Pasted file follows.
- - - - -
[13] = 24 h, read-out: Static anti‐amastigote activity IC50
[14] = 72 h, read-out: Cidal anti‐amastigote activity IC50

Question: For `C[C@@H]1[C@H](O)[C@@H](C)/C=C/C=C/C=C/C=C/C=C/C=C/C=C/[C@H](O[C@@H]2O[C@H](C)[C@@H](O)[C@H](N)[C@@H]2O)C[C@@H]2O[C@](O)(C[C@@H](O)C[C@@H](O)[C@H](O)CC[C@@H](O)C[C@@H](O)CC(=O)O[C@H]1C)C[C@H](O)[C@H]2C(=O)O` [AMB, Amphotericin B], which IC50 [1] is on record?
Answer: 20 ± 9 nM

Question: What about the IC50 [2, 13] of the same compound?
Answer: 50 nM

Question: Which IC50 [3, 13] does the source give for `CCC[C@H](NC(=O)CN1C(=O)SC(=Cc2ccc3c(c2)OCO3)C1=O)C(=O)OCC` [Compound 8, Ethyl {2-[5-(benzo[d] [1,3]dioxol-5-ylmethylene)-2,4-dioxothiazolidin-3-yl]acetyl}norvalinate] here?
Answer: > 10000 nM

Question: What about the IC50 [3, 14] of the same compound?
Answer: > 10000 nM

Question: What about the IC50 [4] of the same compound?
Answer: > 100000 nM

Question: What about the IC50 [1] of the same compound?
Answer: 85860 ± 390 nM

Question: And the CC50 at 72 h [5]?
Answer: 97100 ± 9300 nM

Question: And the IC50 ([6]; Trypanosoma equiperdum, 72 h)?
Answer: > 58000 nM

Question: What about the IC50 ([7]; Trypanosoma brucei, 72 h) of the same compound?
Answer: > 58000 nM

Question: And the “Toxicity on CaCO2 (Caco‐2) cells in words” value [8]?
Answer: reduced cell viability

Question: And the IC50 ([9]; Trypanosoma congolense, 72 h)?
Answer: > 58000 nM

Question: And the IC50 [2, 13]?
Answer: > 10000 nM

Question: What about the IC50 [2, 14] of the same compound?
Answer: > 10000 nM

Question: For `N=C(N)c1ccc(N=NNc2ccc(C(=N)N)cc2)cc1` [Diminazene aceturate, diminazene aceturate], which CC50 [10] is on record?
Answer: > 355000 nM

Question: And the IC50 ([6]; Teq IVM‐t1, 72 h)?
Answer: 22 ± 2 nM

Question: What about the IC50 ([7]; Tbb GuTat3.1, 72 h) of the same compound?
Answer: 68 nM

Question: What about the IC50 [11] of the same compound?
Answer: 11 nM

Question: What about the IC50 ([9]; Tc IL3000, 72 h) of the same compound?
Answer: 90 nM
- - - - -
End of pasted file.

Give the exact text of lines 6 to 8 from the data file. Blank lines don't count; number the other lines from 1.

Answer: 50 nM

Question: Which IC50 [3, 13] does the source give for `CCC[C@H](NC(=O)CN1C(=O)SC(=Cc2ccc3c(c2)OCO3)C1=O)C(=O)OCC` [Compound 8, Ethyl {2-[5-(benzo[d] [1,3]dioxol-5-ylmethylene)-2,4-dioxothiazolidin-3-yl]acetyl}norvalinate] here?
Answer: > 10000 nM